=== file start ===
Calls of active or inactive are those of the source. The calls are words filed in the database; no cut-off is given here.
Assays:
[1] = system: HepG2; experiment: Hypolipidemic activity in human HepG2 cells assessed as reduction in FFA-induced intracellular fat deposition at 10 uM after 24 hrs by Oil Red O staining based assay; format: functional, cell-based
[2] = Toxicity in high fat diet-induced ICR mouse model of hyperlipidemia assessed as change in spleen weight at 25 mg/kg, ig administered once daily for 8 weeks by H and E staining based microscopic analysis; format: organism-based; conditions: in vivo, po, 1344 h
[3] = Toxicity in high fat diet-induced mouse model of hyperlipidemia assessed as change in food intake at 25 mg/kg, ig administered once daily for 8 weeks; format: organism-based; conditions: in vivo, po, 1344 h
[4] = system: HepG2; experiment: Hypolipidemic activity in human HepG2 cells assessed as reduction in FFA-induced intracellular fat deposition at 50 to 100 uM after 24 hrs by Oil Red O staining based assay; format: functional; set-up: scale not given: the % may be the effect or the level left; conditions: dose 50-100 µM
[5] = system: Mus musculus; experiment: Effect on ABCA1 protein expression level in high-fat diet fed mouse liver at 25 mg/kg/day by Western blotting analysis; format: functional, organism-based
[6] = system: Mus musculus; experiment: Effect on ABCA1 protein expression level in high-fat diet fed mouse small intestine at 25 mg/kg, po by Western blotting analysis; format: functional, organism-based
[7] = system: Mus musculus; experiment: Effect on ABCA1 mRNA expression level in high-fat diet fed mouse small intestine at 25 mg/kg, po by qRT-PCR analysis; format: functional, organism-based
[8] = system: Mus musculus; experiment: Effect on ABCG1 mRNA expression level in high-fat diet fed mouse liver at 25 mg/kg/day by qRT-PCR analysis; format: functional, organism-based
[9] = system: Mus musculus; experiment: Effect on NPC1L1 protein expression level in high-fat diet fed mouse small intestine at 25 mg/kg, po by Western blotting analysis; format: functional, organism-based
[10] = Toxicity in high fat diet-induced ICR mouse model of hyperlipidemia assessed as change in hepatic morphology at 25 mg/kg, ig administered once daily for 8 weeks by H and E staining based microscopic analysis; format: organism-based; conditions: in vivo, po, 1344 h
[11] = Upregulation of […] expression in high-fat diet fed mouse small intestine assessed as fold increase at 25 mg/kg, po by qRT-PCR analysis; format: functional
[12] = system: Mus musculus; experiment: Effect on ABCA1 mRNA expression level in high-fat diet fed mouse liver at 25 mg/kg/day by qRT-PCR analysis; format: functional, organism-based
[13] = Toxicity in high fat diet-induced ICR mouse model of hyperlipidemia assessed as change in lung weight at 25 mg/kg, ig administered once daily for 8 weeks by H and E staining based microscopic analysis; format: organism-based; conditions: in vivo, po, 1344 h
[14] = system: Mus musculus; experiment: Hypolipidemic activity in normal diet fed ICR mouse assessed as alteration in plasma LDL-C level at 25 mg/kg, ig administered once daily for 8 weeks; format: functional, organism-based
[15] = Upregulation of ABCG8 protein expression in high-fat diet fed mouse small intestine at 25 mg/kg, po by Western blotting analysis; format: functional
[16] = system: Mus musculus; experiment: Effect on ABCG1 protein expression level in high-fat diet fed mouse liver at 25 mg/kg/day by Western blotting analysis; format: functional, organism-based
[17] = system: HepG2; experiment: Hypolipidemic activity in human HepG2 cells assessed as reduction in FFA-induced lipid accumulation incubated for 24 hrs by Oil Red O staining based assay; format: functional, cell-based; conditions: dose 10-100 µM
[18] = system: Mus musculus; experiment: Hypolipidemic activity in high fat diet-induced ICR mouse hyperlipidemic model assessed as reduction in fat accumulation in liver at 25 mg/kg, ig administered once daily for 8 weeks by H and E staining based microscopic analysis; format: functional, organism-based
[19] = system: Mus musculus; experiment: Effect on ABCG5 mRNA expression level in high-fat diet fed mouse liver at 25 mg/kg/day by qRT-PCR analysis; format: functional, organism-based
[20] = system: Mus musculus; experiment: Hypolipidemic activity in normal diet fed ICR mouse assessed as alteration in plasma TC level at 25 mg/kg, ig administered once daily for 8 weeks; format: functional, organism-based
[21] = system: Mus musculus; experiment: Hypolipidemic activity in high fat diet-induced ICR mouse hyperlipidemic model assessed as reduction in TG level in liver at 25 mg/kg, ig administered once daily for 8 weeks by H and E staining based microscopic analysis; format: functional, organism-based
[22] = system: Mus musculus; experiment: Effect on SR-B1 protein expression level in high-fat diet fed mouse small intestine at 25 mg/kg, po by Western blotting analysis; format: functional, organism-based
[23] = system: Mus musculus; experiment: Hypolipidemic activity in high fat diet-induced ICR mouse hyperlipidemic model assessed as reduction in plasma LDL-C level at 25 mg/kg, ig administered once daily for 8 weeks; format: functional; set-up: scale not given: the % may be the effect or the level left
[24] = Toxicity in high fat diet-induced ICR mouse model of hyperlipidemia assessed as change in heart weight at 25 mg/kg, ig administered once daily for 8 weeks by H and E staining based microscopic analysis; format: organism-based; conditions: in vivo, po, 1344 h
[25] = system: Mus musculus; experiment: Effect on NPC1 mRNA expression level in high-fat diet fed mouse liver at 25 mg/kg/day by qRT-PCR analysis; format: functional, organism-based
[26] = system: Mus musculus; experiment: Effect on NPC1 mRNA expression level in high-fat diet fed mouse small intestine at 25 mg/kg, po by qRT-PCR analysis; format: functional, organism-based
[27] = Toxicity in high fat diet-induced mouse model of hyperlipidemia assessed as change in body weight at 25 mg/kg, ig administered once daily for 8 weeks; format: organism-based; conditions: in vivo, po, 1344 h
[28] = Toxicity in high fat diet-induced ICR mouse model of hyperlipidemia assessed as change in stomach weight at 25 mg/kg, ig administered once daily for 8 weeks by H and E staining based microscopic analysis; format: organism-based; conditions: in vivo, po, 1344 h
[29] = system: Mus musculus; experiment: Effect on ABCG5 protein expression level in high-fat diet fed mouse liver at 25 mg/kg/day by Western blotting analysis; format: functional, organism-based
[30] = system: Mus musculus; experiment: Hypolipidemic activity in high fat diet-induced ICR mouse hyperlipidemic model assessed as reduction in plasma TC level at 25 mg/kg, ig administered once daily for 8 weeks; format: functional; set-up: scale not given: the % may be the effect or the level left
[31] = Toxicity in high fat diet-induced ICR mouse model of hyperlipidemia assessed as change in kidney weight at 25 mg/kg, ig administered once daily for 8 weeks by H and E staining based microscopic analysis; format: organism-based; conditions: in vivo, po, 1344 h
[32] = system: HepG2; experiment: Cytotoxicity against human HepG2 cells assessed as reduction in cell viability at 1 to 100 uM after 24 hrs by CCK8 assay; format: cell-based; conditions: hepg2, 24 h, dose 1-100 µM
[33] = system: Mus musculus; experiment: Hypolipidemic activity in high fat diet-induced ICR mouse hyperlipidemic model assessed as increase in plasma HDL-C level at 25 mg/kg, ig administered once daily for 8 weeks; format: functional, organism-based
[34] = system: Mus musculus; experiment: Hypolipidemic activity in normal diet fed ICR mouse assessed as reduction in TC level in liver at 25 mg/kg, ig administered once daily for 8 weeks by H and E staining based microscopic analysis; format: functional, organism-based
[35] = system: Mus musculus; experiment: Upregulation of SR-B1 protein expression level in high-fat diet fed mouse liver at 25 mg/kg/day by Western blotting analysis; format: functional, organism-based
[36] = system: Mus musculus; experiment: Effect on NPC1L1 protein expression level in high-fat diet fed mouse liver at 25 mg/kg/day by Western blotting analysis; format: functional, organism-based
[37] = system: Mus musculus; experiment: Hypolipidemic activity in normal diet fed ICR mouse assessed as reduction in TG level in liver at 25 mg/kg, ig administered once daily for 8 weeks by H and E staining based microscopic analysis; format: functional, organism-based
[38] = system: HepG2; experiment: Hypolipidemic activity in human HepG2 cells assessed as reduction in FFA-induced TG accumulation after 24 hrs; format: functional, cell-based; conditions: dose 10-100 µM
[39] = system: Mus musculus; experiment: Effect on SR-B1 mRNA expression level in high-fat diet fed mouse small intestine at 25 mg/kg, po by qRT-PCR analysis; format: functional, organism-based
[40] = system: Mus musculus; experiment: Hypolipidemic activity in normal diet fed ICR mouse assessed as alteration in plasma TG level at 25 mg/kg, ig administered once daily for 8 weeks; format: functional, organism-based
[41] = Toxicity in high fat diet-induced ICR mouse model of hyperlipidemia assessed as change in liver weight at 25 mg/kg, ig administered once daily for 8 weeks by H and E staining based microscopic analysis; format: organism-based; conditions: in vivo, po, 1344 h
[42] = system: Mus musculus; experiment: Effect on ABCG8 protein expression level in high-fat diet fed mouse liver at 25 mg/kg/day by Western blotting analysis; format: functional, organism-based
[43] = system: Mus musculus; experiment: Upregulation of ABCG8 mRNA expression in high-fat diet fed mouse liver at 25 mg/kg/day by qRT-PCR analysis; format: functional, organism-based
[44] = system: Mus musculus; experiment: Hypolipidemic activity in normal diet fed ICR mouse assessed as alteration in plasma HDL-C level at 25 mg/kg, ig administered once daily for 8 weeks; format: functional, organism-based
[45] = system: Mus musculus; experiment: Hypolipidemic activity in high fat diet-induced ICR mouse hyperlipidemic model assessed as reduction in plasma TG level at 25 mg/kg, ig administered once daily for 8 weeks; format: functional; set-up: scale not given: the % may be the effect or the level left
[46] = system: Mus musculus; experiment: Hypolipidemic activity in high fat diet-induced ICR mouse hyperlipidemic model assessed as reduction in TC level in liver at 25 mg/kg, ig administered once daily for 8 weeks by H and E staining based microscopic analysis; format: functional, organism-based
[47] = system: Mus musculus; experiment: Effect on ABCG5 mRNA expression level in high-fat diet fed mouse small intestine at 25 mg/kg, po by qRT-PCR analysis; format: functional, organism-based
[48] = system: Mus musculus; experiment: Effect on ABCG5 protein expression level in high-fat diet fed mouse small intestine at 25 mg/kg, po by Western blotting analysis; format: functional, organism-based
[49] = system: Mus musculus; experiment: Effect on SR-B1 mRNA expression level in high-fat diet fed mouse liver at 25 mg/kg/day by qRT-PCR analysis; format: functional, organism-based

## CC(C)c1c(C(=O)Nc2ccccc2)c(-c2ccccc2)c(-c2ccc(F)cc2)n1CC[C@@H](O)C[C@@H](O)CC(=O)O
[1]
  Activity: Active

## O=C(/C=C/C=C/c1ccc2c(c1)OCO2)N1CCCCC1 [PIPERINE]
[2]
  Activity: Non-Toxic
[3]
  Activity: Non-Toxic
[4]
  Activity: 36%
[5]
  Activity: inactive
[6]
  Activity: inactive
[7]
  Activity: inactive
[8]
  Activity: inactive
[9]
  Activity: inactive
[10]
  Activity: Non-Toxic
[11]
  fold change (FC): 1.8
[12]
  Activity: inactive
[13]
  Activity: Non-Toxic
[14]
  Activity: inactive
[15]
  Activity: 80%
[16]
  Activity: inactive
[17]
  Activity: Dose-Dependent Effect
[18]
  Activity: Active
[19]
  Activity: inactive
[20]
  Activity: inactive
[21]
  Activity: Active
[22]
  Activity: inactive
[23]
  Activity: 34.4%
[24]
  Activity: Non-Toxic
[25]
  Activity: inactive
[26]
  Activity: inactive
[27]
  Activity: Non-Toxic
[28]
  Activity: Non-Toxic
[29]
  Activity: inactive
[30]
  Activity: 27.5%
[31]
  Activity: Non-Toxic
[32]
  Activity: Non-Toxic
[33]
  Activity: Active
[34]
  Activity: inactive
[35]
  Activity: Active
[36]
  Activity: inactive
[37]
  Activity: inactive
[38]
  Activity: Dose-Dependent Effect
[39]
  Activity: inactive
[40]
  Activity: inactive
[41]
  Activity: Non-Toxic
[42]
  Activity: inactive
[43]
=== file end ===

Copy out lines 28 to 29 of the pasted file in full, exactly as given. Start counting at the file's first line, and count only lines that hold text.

[26] = system: Mus musculus; experiment: Effect on NPC1 mRNA expression level in high-fat diet fed mouse small intestine at 25 mg/kg, po by qRT-PCR analysis; format: functional, organism-based
[27] = Toxicity in high fat diet-induced mouse model of hyperlipidemia assessed as change in body weight at 25 mg/kg, ig administered once daily for 8 weeks; format: organism-based; conditions: in vivo, po, 1344 h